Hell, Hulk and Lady Gaga

Hell, Hulk and Lady Gaga

Is Intellectual Property law becoming pervasive?

Question: What do Hulk Hogan, Hells Angels and Lady Gaga have in common?

Answer: They all have an Intellectual Property lawyer at the ready –and they’re not afraid to use one in filing IP infringement claims and lawsuits.

Whether celebrities are using this area of the law on sound merits has been a source for much debate, but their efforts help highlight just how pervasive intellectual property claims are becoming nationwide.

Intellectual Property Law Defined

First, definitions. Intellectual property rights is the area of law dealing with the protection of intangible and/or nonconsumable property. While intellectual property may be fabricated onto consumable items – and it often is, the legal concept addresses the rights of the creator or natural owner of a thought, idea, expression, sound, or other creative work.

In other words, it encompasses a broad range of creative stuff. Presently, IP tends to cover trademarks, brands, logos, messages, written concepts, patents, and artistic copyrights.

Celebrity Intellectual Property Claim Examples

The best way to understand intellectual property is to examine some recent claims made on its grounds. As always, more insight is gained when cases are reviewed with an open analysis of the merits. So, you be the judge:

HELLS ANGELS   In 2010, the outlaw motorcycle club Hells Angels filed suit against designer Alexander McQueen, and retailers Saks Fifth Avenue and Zappos.com. Their claim centered on the use of their trademarked name “Hells Angels,” and logo insignia “death head” skulls in order to sell scarves, rings and dresses on the retailers' websites.

According to Hells Angels Intellectual Property attorney Fritz Clapp, there was “no doubt in my mind the designer had seen the death head mark.”

HULK HOGAN   Also in 2010, famed WWF wrestler turned actor/TV personality Hulk Hogan filed suit against Post Cereals. He and his IP attorney claimed the maker of Post Cocoa Pebbles used his image and likeness without permission in a television commercial. The cartoon character used to promote the cereal goes by the name of “Hulk Boulder,” which the Hogan camp claims was his early moniker in the wrestling world.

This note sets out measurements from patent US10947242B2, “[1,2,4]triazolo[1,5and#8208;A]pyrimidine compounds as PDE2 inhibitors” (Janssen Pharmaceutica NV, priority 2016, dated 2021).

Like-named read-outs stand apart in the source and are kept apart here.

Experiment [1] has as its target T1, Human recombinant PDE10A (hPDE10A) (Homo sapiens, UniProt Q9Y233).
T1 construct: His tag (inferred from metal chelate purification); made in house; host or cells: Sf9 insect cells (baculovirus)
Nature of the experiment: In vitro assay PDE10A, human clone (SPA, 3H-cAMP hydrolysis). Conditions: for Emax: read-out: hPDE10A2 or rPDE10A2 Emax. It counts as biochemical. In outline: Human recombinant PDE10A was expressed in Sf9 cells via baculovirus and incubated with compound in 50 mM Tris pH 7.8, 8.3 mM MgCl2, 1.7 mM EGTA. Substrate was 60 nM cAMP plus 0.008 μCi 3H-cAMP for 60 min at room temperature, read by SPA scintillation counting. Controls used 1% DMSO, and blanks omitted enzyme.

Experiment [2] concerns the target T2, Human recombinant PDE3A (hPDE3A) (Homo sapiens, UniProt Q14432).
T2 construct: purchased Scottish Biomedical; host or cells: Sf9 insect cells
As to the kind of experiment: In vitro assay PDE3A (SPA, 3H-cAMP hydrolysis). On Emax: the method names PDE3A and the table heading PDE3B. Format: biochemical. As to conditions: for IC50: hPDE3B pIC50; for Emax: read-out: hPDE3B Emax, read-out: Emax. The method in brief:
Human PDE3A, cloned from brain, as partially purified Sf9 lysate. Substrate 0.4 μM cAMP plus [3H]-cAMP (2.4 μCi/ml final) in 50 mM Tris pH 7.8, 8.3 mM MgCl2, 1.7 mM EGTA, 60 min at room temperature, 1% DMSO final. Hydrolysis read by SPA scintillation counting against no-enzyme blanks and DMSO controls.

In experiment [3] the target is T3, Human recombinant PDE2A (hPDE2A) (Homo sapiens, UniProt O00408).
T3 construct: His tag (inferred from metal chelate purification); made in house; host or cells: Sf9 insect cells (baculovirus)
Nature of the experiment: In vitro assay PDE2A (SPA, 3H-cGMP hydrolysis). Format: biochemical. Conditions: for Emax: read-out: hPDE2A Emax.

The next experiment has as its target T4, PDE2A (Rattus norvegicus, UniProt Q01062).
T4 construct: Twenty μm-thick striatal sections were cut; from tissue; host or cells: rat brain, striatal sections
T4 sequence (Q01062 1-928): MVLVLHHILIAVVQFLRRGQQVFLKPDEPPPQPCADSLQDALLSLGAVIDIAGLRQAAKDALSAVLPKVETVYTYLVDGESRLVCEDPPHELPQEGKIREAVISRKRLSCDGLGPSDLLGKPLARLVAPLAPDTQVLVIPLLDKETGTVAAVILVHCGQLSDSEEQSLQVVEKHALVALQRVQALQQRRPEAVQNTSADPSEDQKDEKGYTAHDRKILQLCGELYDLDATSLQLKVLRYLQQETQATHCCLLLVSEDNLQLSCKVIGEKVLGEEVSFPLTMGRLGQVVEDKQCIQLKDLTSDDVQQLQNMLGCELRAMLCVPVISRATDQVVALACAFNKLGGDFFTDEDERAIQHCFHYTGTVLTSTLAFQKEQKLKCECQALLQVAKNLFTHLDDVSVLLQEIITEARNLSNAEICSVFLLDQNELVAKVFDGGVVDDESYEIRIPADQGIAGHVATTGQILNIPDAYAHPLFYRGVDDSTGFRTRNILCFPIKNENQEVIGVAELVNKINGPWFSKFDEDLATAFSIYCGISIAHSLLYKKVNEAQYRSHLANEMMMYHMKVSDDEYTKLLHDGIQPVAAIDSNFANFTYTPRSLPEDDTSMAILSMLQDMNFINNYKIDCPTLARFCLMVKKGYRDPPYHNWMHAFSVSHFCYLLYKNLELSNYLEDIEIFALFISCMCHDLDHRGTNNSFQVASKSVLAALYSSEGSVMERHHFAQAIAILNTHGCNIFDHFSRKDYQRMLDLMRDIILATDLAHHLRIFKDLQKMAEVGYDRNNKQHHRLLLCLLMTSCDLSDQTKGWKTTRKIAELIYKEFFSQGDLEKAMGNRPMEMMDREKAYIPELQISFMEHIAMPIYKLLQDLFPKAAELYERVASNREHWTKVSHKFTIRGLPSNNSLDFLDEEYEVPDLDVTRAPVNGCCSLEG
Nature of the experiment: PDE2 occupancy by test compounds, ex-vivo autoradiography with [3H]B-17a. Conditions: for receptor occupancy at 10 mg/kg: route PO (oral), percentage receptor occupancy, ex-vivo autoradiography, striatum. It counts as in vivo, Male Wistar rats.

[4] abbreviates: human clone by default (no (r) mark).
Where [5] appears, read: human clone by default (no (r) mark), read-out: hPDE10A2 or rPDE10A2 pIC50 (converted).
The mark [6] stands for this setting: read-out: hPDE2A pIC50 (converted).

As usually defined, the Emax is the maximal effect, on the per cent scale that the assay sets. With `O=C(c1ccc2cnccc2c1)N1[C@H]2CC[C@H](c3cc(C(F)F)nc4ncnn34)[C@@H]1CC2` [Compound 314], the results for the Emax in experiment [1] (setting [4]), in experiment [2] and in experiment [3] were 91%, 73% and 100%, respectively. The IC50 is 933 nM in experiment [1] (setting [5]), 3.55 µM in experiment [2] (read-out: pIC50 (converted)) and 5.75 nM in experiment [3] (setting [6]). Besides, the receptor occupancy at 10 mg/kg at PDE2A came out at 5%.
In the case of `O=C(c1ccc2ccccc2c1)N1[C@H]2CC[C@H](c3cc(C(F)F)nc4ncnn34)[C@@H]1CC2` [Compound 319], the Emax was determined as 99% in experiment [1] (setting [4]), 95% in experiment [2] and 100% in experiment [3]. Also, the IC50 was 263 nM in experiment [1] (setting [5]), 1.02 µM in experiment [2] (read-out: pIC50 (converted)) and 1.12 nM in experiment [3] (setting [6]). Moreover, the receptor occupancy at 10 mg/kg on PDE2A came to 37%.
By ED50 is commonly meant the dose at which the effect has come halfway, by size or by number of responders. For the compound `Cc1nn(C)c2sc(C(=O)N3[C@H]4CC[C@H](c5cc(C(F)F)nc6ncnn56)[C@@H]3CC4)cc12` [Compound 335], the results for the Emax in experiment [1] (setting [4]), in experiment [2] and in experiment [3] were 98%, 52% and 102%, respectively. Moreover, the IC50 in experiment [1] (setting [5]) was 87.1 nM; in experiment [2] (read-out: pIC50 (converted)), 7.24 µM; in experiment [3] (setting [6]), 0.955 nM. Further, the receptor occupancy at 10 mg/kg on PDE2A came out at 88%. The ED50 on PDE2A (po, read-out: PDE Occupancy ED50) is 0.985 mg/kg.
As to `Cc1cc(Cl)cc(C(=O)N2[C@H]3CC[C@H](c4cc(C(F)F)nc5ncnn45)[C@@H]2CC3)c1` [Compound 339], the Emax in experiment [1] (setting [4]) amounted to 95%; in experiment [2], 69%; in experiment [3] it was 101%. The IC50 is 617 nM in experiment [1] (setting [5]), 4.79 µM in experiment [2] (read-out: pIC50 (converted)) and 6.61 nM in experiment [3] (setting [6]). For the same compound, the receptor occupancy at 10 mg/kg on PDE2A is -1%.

LADY GAGA   Perhaps the most dogged IP protection celebrity out there, Lady Gaga continues to unleash her team of lawyers upon individuals, businesses, and even unsuspecting fans everywhere.

In September 2011, the National Arbitration Forum ruled against Gaga after her legal team went after the fansite LadyGaga.org. In a confusing effort to shut down the fan site perpetuating free and loyal publicity, Lady Gaga lost in the effort when the Forum ruled that the noncommercial site operated by her superfan “Miranda,” did not violate the Lady Gaga trademark.

And, in the same year, the singer sued a London-based ice cream maker for trademark infringement over his “Baby Gaga” ice cream made from human breast milk and other natural ingredients. According to the singer’s intellectual property lawyers, the product uses her image and similar name to promote a “nauseating and intentionally provocative product.”

The image infringement is questionable, since the claim states that the ice cream parlor uses waitresses dressed to look like Lady Gaga. The name violation may also be far-fetched, as the owner-purveyor of the frosty treat says he named it after the first words a baby learns.

IP in the Mainstream

Trayvon Martin’s mother wants to trademark her son’s name. According to a recent FindLaw report, her lawyer filed trademark applications in March to protect intellectual property rights related to the commercial use of her son’s name in 2 popular slogans: “I am Trayvon,” and “Justice for Trayvon.”

Her lawyer says the filings are not-for-profit purposes, but rather to preserve future fundraising earnings for charitable efforts Mrs. Martin hopes to launch in her son’s name.

Check back with Attorney Report for future posts on the exploding practice area of intellectual property.